3.30.2010

The race that almost wasn't, Part III

On race morning Wifey and I call a cab to take us to the starting line.  Given the troubles we've been having we figure a cab is best way to ensure we get to the starting line in one piece and on time.  Of course, there was one thing we didn't count on.  When we get in the cab we tell the driver we're going to RFK Stadium.  His response?  "Where is that?  Is that in DC?"

I thought it was a joke at first.  But no, we apparently got the only cab driver in northern Virginia who doesn't know where RFK Stadium is.  At least the guy had a Garmin.  Wifey quickly looked up the address and we were on our way.

At the staging area we headed straight for the Armory where it was nice and toasty inside.  The temps outside had fallen sharply overnight into the 40s, which I wasn't expecting.  After a trip to the bathroom and stretching we headed out to the starting line in front of the stadium.

Given everything that had happened the past few days I was a bit surprised to actually be at this starting line.  I was finally starting to get excited about running this race.  I gave Wifey a big hug and kiss and told her I love her roughly 200 times--as rough as the past two days were for me they were just as hard for her, but she didn't let it get to her at all.  She was my rock when I really needed it.  (Love you Wifey!!!)

I wormed my way into the corrals, did some last minute IT band stretches--can never stretch those enough--and waited for the gun to start.  I just happened to be standing next to a guy that I swear it was his first time running a race.  He was bouncing and hooting.  He let out a mighty howl when they announced there was just  one minute to go (I kid you not).  I just smiled to myself.  This is old hat to me by now.  The mix of tranquility and roaring excitement is no longer a new emotion.  It has evolved into a unique feeling of comfort that assures me that for those fleeting minutes everything in my world is right and good.

I stood there and waited for the gun to go off, not knowing what the next 13.1 miles held or if how I would get them done.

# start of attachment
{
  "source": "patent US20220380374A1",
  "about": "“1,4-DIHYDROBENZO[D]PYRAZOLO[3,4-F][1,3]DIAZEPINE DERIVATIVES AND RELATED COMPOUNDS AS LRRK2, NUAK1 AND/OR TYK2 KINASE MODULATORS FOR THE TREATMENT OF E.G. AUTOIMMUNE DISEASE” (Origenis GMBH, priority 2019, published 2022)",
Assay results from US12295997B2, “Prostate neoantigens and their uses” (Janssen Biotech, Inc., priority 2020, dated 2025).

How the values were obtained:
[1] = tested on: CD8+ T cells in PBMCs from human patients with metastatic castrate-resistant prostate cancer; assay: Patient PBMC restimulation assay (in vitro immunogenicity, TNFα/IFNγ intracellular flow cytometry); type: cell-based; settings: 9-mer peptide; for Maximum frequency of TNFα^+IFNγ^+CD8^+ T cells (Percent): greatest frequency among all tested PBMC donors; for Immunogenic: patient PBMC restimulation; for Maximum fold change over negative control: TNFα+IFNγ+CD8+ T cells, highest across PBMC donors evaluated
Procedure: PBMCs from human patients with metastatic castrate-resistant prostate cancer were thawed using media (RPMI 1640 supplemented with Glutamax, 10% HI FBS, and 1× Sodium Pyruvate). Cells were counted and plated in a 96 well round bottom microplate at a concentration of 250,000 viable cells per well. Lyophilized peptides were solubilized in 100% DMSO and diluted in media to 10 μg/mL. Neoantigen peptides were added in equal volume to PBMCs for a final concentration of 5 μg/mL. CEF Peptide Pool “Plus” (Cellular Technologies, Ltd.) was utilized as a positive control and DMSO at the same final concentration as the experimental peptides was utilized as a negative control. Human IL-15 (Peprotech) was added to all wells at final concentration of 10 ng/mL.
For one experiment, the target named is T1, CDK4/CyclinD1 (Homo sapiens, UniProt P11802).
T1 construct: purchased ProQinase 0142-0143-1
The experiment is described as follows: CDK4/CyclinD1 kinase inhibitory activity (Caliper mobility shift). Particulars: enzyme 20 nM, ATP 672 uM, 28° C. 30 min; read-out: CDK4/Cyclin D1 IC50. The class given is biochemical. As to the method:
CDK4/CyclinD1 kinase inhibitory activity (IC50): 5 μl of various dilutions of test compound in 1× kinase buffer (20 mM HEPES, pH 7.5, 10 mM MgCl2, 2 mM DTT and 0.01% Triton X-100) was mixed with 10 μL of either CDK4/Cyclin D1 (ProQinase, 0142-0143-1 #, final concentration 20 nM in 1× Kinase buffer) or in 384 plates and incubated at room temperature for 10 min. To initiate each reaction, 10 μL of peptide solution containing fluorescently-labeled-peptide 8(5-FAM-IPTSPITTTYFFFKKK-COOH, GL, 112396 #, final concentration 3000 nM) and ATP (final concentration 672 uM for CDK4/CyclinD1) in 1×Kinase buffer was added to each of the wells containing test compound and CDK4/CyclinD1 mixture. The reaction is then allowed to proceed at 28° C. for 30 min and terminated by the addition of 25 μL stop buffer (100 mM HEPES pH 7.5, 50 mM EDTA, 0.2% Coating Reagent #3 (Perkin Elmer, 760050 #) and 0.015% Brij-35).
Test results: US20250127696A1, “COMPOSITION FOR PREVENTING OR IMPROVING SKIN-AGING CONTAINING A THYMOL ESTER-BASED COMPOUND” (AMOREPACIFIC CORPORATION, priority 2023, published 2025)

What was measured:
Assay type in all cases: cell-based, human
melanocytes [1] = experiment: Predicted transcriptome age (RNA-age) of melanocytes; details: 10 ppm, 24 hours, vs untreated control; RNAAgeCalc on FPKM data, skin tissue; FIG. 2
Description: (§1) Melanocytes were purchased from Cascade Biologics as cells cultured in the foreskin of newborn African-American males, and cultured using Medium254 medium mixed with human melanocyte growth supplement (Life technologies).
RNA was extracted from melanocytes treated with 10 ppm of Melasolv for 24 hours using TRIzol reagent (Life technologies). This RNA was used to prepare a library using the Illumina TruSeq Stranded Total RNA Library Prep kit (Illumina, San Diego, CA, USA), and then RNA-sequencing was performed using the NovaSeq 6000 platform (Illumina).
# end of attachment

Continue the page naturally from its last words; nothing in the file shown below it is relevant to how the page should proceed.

The Splits, reported as time per mile/pace per mile:

Mile 1: 
9:19 / 9:16

Mile 2: 8:48 / 8:41
Mile 3: 
8:20 / 8:17
Mile 4, 5, & 6: 
25:05 / 8:19
Mile 7: 
9:01 / 8:57
Mile 8: 
8:18 / 8:16
Mile 9: 
8:14 / 8:08
Mile 10: 
7:56 / 7:55
Mile 11 & 12: 
16:39 / 7:57
Mile 13.1: 
8:46 / 7:46

Distance: 13.11 (Fenny: 13.29)

Time: 1:50:30
Pace: 8:19
Overall Place: 1587/6250
Age Place: 284/600

There were lots of goods things about this race.  The course was the most scenic of all the urban races I've run.  The starting area was spacious, well organized, and had lots of bathrooms.  The finishing area was well stocked (free McDonald's frappecinos!) and spacious.  I would give this race a five-star rating, except that the first couple of water stations were very understaffed--so I'll give it a four and a half star rating.

But that's all the good I have to say about this race.

From the outside I probably looked fine, but inside I was a hot mess.  I couldn't settle into a groove because I had no idea what my pace was supposed to be: I knew I wasn't going to PR, but I didn't want to crawl through the race, but I didn't want to bonk late in course either.  And then my stomach was just horrible: it was a tangled mess that felt it could sour at any moment.  This is the first race where I honestly day that I wanted to throw up at one point.